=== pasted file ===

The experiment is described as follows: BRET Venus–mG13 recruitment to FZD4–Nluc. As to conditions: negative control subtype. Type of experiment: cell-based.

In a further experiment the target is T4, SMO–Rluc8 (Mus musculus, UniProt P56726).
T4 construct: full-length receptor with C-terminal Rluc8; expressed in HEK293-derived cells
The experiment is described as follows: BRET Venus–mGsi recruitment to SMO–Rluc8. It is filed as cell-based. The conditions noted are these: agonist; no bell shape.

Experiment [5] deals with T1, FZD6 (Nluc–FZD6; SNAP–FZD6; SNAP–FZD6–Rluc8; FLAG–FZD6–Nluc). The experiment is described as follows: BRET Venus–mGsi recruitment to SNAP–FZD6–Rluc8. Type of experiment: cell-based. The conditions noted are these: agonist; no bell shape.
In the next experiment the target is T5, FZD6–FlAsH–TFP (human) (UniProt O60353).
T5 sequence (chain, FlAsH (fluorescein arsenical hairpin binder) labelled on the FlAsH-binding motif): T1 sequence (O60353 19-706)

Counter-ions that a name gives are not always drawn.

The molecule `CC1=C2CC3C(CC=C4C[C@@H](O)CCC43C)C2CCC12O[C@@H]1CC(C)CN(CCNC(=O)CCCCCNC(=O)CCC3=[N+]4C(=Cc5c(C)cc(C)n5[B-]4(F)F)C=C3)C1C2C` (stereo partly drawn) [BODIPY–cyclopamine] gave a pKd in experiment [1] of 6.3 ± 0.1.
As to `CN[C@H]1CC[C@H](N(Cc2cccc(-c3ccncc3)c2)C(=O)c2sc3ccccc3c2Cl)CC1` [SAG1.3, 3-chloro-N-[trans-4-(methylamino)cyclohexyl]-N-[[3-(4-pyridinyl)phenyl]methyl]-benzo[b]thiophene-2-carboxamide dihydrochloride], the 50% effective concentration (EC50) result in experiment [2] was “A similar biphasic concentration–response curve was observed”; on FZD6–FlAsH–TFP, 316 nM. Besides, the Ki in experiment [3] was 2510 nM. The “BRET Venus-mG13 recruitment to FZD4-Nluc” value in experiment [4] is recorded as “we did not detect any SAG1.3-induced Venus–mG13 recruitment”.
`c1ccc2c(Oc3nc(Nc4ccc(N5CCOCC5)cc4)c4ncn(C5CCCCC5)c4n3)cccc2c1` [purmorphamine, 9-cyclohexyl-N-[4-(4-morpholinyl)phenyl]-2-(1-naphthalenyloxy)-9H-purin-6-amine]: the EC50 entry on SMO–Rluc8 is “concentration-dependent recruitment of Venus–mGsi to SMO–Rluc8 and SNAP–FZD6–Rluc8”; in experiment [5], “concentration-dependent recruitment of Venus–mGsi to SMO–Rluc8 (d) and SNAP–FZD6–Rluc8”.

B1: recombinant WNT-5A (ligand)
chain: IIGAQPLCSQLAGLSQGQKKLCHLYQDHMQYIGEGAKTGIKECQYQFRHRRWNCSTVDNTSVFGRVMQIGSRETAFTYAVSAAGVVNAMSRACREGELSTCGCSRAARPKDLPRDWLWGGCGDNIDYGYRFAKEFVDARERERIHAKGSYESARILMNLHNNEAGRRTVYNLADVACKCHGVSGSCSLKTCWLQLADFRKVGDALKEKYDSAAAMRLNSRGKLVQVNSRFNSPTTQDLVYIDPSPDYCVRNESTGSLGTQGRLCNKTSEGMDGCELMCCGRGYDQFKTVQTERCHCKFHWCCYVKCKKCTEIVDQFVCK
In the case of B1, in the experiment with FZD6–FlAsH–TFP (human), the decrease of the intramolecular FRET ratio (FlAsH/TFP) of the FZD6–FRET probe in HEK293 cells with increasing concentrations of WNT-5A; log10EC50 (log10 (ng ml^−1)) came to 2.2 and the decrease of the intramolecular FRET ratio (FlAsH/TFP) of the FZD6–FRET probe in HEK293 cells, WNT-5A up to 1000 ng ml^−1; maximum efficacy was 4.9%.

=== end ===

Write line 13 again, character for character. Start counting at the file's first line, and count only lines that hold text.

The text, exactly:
chain: IIGAQPLCSQLAGLSQGQKKLCHLYQDHMQYIGEGAKTGIKECQYQFRHRRWNCSTVDNTSVFGRVMQIGSRETAFTYAVSAAGVVNAMSRACREGELSTCGCSRAARPKDLPRDWLWGGCGDNIDYGYRFAKEFVDARERERIHAKGSYESARILMNLHNNEAGRRTVYNLADVACKCHGVSGSCSLKTCWLQLADFRKVGDALKEKYDSAAAMRLNSRGKLVQVNSRFNSPTTQDLVYIDPSPDYCVRNESTGSLGTQGRLCNKTSEGMDGCELMCCGRGYDQFKTVQTERCHCKFHWCCYVKCKKCTEIVDQFVCK